Fortunately, this has slowly begun to shift in O.C. Some county sheriff’s deputies have begun to carry naloxone, a drug which can be administered via injection or nasal spray and reverse opioid overdoses. Communities across the country have proven that equipping police and other first-responders with naloxone can save lives.

In light of the growing trend of fatal overdoses, it is imperative that this become the norm in O.C. But beyond police and first-responders, it is vital that at-risk populations be given greater access to the drug in the first place.

Towards this end, the Solace Foundation of Orange County, founded by Aimee Dunkle and Margie Fleitman, who each lost a child to drug overdoses, have actively distributed hundreds of naloxone kits that have revived over 100 people from overdoses. The group has run low on their supply of naloxone, but recently received 200 naloxone nasal spray kits from Adapt Pharma, which should last about five weeks, according to Ms. Dunkle.

“The most important thing is providing it to the most vulnerable,” said Ms. Dunkle. “It’s about opening dialogue with those with active drug users.”

The Solace Foundation works together with the Orange County Needle Exchange Program, started in February as the county’s first and only program where injection drug users may turn in used needles for clean ones. The program operates on Saturdays at 12 p.m. in the plaza behind City Hall in Santa Ana.

Such programs have proven effective in cities like San Francisco and countries like Taiwan to not only reduce the risk of chronic, communicable diseases like hepatitis and HIV, but also to connect drug users to social services and drug treatment.

But the Solace Foundation and the OCNEP can’t do it alone. There must be a greater effort in the county to address the harms of drug abuse before more fatalities occur.

Click here to read the article online.

Lily Dooly

Submitted by: Sarah Dooly
Born: 1988
Died: 2016
My Tribute: Lily Dooly... daughter, sister, aunt, best friend... yes Lily did drugs but that was secondary to all of those roles that she played. And Lily was sober... even with her chronic pain from medical reasons, she was sober... and then one night she wasn't. I look around at all of the people that love her and only pray that she even remotely understood her impact on this world. On top of my sadness of losing my best friend I sit here Then the family that she left behind. And then I am angry... how could she have been so reckless with their hearts... she's fine now but they are not... I am not... my kids... her neices are not... but then I remember as a recovering addict myself... we all wanted the same things... including Lily... our demons are always there and sometimes they win... that does not negate the work Lily did and how strong she was... Lily was sober... Lily was strong... Lily was loved... Lily.......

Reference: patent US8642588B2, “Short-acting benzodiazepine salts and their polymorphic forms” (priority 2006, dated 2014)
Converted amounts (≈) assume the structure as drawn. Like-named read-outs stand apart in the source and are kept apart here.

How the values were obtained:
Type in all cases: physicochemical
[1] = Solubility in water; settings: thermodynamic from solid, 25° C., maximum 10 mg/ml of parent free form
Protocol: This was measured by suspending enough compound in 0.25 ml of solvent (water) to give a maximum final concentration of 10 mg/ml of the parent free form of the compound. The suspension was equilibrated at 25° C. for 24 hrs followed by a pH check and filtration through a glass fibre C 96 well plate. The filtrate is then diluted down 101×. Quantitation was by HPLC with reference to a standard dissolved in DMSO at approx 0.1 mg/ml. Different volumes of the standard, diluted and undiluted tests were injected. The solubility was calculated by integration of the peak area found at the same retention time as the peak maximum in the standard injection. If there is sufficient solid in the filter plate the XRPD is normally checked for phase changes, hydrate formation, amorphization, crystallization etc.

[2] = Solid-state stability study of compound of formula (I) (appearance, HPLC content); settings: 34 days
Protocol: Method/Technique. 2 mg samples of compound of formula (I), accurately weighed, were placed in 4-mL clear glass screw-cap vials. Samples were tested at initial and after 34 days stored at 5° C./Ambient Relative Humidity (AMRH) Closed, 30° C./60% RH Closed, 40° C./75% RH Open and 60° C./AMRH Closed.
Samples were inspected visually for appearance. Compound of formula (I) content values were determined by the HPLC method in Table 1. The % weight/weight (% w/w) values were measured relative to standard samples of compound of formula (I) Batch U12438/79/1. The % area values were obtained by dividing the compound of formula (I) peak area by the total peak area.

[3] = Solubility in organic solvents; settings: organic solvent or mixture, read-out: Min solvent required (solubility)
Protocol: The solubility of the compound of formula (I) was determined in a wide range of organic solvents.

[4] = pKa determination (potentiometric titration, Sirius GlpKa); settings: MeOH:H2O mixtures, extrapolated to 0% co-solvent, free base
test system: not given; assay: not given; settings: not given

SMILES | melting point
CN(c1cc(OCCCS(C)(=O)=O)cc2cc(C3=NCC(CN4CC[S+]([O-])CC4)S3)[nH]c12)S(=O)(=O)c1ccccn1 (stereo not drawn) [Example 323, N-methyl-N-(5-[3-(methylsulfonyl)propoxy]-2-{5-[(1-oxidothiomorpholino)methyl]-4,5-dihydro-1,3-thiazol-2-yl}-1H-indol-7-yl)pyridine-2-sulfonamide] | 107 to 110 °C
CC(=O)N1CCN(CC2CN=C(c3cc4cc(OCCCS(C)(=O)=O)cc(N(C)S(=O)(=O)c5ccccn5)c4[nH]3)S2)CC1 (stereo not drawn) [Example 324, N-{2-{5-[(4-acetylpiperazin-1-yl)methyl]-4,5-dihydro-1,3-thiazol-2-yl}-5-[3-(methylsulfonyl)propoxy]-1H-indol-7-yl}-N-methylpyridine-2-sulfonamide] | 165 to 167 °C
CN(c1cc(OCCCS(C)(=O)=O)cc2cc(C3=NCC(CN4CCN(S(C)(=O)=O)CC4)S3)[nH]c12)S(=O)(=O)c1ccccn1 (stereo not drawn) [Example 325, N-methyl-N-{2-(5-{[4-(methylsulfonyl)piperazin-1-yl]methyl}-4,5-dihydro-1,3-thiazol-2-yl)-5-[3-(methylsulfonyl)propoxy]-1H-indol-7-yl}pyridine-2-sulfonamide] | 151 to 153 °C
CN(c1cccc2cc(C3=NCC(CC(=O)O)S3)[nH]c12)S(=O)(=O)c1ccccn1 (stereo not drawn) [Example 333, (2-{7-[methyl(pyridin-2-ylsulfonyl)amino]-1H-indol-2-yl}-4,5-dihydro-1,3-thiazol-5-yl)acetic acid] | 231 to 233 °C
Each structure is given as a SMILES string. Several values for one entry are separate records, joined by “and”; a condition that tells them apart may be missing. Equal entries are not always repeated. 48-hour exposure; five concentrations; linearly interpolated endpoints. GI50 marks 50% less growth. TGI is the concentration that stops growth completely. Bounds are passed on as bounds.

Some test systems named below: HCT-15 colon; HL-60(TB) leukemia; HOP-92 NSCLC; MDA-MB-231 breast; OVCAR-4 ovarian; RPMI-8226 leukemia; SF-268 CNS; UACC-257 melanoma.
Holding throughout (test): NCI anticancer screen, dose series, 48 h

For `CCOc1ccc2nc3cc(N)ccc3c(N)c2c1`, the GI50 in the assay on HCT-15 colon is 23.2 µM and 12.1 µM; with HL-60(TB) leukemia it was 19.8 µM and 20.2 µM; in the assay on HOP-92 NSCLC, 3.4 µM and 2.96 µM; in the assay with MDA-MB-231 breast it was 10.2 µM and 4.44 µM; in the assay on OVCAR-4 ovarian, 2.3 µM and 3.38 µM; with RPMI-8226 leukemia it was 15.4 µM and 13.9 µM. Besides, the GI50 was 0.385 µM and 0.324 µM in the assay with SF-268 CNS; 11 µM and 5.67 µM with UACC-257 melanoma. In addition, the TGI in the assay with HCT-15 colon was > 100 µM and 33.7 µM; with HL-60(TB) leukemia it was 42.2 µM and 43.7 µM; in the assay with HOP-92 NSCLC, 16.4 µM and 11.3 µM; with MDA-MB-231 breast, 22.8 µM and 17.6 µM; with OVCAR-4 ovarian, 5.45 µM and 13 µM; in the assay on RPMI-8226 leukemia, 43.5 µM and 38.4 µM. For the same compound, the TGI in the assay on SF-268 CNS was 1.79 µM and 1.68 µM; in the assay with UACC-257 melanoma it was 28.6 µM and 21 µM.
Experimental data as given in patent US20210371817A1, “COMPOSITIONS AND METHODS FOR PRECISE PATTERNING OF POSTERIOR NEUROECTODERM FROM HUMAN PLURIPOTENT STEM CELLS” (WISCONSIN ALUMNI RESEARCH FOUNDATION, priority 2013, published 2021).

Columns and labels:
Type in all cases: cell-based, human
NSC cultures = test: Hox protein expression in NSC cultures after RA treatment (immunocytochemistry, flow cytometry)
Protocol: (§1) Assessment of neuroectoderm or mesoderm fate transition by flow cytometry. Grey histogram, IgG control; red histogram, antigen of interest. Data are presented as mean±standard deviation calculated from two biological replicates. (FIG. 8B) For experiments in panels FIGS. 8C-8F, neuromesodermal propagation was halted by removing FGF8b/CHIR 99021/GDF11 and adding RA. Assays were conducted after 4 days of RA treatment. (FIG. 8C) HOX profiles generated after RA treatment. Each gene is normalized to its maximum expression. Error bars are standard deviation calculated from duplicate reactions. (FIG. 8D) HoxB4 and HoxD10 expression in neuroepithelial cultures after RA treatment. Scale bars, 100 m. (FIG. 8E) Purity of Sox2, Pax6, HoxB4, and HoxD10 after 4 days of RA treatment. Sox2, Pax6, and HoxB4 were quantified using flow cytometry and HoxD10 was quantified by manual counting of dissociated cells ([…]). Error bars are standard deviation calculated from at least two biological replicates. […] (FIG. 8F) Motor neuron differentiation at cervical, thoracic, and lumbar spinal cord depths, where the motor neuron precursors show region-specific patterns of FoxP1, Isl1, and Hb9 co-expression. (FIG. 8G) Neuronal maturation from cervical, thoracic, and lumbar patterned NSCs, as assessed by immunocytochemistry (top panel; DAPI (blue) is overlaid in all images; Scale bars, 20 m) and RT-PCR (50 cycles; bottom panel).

Mark W Walsh

Submitted by: Sarah (marks girlfriend)
Born: 1983
Died: 2016
My Tribute: Mark was the love of my life. He battled these demons for many many years. He had just done 30 days in Cali for rehab and came back in time for my birthday. He was so happy and healthy. 2 days after being home he was getting high again. 11 days after being home he was found dead of an over dose in my bedroom all by himself. I myself struggle with this disease and he is now my guardian angel. I will do this for him because I know that's what he wants from me. I miss him everyday. I hope this epidemic will come to an end so no one else has to loose a child, husband, wife, brother, sister, significant other, friend or anyone. rip babe I love you.

Brian Ray

Submitted by: Theresa williams
Born: 1979
Died: 2012
My Tribute: Loving Son, husband and father, brother and friend to many. We miss his smiles,
humor and laughter and jokes. Always there when someone needed him. Worked up to the day he died while bravely fighting cancer and addiction. Suffer he did from the ravages of cancer, Oxy became his only friend and ultimately took his life at age 33. His epithet reads: Love Lives On and Nothing Beautiful is Ever Forgotten. May he rest in peace knowing he is loved and never forgotten.

Jonathon Copeland

Submitted by: Katheryn Donica
Born: 1992
Died: 2014
My Tribute: You were the reason we smiled and laughed. I will never stop loving you. I am only glad for one thing. That you are no longer hurting. You are free of all your pain. I love you to Jupiter and back, a million times.